Stalogy 365 Notebook Review
My recent notebook of choice has been the Stalogy 365 Days Notebook. It comes in a variety of sizes. I prefer the A5 (5.8 x 8.3 in.), which is a typical size for journals and planners in the stationery world. This Japanese-made notebook is one of the best I’ve found.
Packaging and Presentation
The Stalogy 365 comes wrapped in a thin clear plastic cover and a bright yellow information sleeve. My first notebook from Amazon came slightly bent. I do think a more protective packaging and shipping solution is needed.
Appearance and Build
This is a nice looking notebook. It has a semi-soft-cover, which usually isn’t my favorite. However, I protect mine with a thin leather cover similar to this one. Many other options are available on Amazon. I always break in notebooks before use, and the Stalogy seems to take a great deal of abuse. The paper, though, is the notebook’s best feature.
A few years back, I purchased a Hobonichi Techo notebook. Hobos, as they’re affectionally called, are all the rage in the fountain pen/stationery/bullet journaling community. I loved my Hobo. However, one of that notebook’s most loved features left it underutilized on my desk. Hobonichis print a date on most sheets in the planner. Missing dates resulting in unused pages drove my Enneagram #1 personality crazy. Back to the point: the best attribute of Hobo planners is the thin, coated Tomoe River paper. Fountain pens glide across it. Inks glisten on its pages. Bleedthrough is somehow, however, almost nonexistent.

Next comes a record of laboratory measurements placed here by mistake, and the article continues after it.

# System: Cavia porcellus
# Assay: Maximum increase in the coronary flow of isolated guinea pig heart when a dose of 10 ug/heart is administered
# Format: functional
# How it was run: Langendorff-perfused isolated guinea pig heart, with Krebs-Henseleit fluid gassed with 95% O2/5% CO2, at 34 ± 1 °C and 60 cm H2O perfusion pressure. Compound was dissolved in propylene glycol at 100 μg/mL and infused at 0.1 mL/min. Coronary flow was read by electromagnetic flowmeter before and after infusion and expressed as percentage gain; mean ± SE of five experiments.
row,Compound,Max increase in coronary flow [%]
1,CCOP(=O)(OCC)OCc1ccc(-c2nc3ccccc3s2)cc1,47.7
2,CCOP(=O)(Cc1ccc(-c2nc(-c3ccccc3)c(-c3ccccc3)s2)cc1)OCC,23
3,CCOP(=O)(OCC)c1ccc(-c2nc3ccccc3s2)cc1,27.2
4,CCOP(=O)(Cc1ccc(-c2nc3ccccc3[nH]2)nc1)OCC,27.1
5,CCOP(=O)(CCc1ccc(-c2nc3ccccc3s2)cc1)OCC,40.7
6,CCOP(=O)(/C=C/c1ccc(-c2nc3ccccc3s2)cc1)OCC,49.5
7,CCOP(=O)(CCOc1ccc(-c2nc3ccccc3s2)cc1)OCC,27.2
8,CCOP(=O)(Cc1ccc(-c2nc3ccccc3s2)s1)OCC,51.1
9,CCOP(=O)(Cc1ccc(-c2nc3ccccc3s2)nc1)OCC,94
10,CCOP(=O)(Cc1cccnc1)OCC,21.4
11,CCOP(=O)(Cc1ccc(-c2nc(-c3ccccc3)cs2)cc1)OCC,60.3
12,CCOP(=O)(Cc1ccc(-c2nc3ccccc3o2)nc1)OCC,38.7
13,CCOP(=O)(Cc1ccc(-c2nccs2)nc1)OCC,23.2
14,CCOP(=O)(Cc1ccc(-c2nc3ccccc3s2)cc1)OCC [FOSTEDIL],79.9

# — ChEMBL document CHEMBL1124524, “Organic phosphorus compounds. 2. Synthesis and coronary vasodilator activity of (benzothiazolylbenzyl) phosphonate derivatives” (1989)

Now back to the Stalogy, a much more affordable notebook that is also very fountain pen friendly. The paper is very similar to the Tomoe River in the Hobonichi. I’d say it’s not quite as thin and doesn’t show off ink quite as well, but the difference isn’t that significant, and the 365 has a key feature that is a deal-breaker for me.
The notebook contains 368 pages, enough to last for a full year. However, the pages aren’t dated. There are three lines of text printed at the top where you can circle the month, the day of the week, and the date, if you’d like. Honestly, they’re printed so faintly, that they’re not that helpful, in my opinion. I just write the day’s date over the top of them. Some, however, will find them useful.
I love the Stalogy 365 Days Notebook. I’m about halfway through my second full notebook. I have several extra journals stacked on my shelf, but I may keep buying new Stalogies. Highly recommended, fountain pen friends.
(This website uses referral links. Read my disclosure policy here for more info.)